Author: Elise Broach
Primary Audience/age group: Young Adult
# Of pages: 290
Publisher: Henry Holt and Co.
Year of Release: 2008
Part of a Series? No
Rating: 5 View Scale
Description: Marvin, a young beetle lives with his family behind the wall underneath the kitchen sink in a New York apartment. James, a young boy who feels somewhat invisible, also lives in the New York City apartment. After James receives a birthday gift of a pen and ink drawing set from his artistic father, Marvin decides he wants to draw a picture for James as a birthday present. Using the ink which James has left open, he creates a magnificent miniature using his front legs as drawing tools. This leads James’ family to think that James has an artistic gift that he really doesn’t possess. He and Marvin become friends and they find themselves embroiled in foiling an art heist at the Metropolitan Museum of Art.
Review: Had I realized that the protagonist in this story was a beetle, I more than likely would never have picked it up. After a rocky start with a disgusting trip down a drain to recover a lost contact lens, things improve immensely when young James becomes a key character in the story. From there, the book quickly becomes a mystery story that involves recovering a stolen painting by the Renaissance artist Albrecht Dϋrer. The plan to secure the masterpiece moves quickly with many surprising twists and turns that keeps the pages turning quickly.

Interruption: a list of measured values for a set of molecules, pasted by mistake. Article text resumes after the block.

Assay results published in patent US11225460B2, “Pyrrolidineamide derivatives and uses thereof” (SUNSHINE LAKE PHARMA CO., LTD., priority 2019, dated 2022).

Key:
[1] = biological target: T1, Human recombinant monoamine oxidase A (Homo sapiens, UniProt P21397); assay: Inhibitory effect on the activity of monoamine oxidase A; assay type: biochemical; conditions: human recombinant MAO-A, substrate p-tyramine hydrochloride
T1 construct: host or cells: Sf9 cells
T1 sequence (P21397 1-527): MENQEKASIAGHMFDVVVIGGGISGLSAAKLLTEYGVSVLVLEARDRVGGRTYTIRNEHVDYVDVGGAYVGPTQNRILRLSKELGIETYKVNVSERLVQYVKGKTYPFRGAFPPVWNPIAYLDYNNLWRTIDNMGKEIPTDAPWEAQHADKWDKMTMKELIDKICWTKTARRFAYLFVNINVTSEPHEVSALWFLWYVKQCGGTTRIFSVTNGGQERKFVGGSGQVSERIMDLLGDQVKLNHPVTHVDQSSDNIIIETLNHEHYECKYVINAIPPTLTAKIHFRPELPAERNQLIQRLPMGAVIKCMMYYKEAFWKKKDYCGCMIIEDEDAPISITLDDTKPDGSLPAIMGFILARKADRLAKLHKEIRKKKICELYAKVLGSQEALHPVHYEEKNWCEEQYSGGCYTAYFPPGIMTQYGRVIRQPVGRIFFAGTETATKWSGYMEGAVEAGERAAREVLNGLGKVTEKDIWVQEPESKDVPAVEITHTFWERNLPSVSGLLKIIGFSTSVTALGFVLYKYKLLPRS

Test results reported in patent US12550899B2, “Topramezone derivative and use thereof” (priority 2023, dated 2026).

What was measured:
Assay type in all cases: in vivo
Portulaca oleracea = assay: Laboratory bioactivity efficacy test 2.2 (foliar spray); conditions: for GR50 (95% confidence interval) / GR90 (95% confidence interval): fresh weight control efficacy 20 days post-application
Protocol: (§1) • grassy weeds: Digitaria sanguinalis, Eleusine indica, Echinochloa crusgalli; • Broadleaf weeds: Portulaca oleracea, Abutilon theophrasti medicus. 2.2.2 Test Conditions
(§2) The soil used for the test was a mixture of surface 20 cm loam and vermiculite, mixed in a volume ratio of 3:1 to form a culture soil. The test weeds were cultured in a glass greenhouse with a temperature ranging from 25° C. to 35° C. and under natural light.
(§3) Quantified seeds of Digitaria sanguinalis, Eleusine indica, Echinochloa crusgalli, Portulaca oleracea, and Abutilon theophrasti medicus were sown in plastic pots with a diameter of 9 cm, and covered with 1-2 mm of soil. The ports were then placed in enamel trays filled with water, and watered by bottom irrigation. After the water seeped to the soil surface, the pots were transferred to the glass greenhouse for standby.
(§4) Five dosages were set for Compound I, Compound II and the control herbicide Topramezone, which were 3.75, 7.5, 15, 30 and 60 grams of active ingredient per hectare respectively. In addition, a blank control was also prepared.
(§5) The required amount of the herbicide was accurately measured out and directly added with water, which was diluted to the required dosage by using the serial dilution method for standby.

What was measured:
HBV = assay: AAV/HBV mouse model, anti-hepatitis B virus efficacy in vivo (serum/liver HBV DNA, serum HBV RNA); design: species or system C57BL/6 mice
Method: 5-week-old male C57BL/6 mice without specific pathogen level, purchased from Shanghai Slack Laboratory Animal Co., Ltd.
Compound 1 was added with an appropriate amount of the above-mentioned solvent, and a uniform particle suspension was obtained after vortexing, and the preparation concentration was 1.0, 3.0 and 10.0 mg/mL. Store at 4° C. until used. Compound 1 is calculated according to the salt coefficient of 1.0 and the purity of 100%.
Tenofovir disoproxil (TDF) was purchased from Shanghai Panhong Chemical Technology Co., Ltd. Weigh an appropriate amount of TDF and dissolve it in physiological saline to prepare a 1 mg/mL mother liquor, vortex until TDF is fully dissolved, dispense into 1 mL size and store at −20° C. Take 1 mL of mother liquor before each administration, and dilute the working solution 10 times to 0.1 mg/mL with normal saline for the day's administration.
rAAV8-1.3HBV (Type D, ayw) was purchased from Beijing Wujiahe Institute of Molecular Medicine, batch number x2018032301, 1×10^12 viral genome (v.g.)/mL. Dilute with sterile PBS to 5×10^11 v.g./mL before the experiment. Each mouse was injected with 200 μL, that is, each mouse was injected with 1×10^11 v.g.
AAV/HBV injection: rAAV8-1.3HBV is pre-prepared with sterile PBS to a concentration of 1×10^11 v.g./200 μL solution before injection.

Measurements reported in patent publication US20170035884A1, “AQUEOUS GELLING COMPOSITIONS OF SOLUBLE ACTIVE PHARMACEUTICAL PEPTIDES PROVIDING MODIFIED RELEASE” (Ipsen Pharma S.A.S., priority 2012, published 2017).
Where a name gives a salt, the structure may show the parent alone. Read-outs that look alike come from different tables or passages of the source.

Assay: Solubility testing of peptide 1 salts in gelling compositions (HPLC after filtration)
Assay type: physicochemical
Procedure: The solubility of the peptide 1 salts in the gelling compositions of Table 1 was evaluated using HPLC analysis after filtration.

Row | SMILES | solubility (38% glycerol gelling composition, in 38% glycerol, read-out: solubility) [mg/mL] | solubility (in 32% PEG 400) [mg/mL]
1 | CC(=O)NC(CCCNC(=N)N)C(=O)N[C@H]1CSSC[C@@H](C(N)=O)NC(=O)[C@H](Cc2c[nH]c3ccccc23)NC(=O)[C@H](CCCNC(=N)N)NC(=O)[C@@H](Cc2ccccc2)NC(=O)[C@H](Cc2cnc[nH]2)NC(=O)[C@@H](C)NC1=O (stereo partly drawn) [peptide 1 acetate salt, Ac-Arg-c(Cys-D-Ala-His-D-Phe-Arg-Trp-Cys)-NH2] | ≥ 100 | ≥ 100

Positive: Both of the main characters demonstrate much caring and kindness toward each other. Family values of encouragement, love, commitment and concern are prominent among the members of the beetle family, leaving you wishing there were more of those same values demonstrated in James’ family. The consequences of lying were discussed and how it is often necessary to create more lies to cover up the lies already told.
Spiritual Elements: None
Language: There was the use of “Oh my God!” two or three times.
Sexual Content: None
Other: One situation that bothered me was the fact the James took credit for the drawings which he did not do, and never confessed the truth to his parents or anyone else (in spite of the little discussion about lying). He never came right out and said that he had drawn the pictures, but he allowed everyone to think that he had. Another drawback I found in this book was the fact that everyone was hoping the art thief would not be caught because he was “such a nice fellow”. In spite of this, Marvin was trying to communicate his thoughts about doing the right thing (which was good). Unfortunately communication between boy and beetle was difficult at best.
Recommendation: Although this book was referred to as “young adult”, I’m not sure that it would appeal to that age group. It seems more appropriate for the 9-12 age group. Perhaps it was placed in the “YA” category because of the references to art and art history. I think this book has a lot going for it, but it might be best to be prepared to discuss the dishonesty issue with young readers.